IANAL of course, but it's pretty common knowledge that corporations in the US are considered 'persons', and as such, truly heinous crimes such as this should merit the corporate equivalent of the 'death penalty' -- revocation of their corporate charter to operate in the U.S. and dissolution/seizing of all U.S.-based assets. So there -is- basis in law for it.

Of course this power has almost never, from what I've read, been used. Which means corporations are actually -more- than people, being immortal, immensely rich 'people' who are in all practical senses above the law.

Re:President Obama (4, Informative)

Pharmboy (216950) | more than 4 years ago | (#32399264)

That is called populism, and while it might make people feel good, it doesn't have a basis in law or the constitution. Holding them financially responsible is an obvious point, but you can't seize assets of the employees (4th Amendment) nor hold them personally responsible unless you can show criminal negligence or that they broke some other law. That is entirely possible for some.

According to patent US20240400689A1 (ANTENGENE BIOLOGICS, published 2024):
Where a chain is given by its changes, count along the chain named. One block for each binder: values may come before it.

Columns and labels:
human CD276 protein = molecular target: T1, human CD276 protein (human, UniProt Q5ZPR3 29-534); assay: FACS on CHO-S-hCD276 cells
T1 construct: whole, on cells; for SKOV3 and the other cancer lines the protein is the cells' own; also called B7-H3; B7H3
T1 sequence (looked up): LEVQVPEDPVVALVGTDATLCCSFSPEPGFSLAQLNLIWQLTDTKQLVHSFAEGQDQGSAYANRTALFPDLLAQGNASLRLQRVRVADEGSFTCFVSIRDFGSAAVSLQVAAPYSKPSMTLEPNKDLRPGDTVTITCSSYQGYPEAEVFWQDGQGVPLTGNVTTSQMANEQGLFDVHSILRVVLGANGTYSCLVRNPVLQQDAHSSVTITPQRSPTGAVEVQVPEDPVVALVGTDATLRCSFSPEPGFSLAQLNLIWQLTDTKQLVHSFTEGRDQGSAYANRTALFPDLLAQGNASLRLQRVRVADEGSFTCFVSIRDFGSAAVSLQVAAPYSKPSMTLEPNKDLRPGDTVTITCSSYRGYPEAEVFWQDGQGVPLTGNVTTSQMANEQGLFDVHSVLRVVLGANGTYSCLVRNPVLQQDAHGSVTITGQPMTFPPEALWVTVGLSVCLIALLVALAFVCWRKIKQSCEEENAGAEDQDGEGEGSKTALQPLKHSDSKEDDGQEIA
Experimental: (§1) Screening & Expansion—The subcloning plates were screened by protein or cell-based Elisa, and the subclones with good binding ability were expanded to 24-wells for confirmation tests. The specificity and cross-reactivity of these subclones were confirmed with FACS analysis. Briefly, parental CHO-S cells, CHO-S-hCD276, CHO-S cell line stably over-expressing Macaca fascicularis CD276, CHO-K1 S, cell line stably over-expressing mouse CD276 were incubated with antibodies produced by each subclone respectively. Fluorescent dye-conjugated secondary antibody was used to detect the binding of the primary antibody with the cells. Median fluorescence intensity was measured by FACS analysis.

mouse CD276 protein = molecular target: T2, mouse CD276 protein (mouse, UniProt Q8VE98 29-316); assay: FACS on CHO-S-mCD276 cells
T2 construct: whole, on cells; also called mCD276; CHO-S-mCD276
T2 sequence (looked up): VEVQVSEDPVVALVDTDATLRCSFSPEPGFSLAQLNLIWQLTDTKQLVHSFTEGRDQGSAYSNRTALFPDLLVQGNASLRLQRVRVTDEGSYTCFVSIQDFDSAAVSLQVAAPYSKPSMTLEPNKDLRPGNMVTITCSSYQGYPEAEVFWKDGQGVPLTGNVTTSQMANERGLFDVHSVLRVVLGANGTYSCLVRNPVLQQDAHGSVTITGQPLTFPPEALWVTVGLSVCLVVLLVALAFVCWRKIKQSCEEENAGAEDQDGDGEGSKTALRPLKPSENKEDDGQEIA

What we can't do is knee jerk react and create new laws because of this. The problem isn't that we don't have enough laws, the problem is that the current system of laws and regulations wasn't followed. Politicians love to pass new laws when the shit hits the fan, because it makes it look like are doing something, when in fact it is a useless gesture.

Re:President Obama (1)

Nimey (114278) | more than 4 years ago | (#32399330)

I can hear teabaggers screaming about socialism already.

Halliburton? (1)

dogsolitude_uk (1403267) | more than 4 years ago | (#32398754)

Apologies if this is old news, but didn't Halliburton actually do the work on the pipe that broke? According to The Independent it would seem so:

http://www.independent.co.uk/news/world/americas/what-was-halliburtons-role-in-us-oil-spill-1987038.html

A commenter on that story asserts that a week before the trouble occurred, Halliburton bought a smaller company who specialise in these kinds of repairs, but I've been unable to find any details about this. Anyone got anything on this?

Re:Halliburton? (1)

Saeed al-Sahaf (665390) | more than 4 years ago | (#32398804)

Apologies if this is old news, but didn't Halliburton actually do the work on the pipe that broke?

And your point is?

Of course a number of contractors where used in this project, including Halliburton, who as we all know is involved in oil exploration.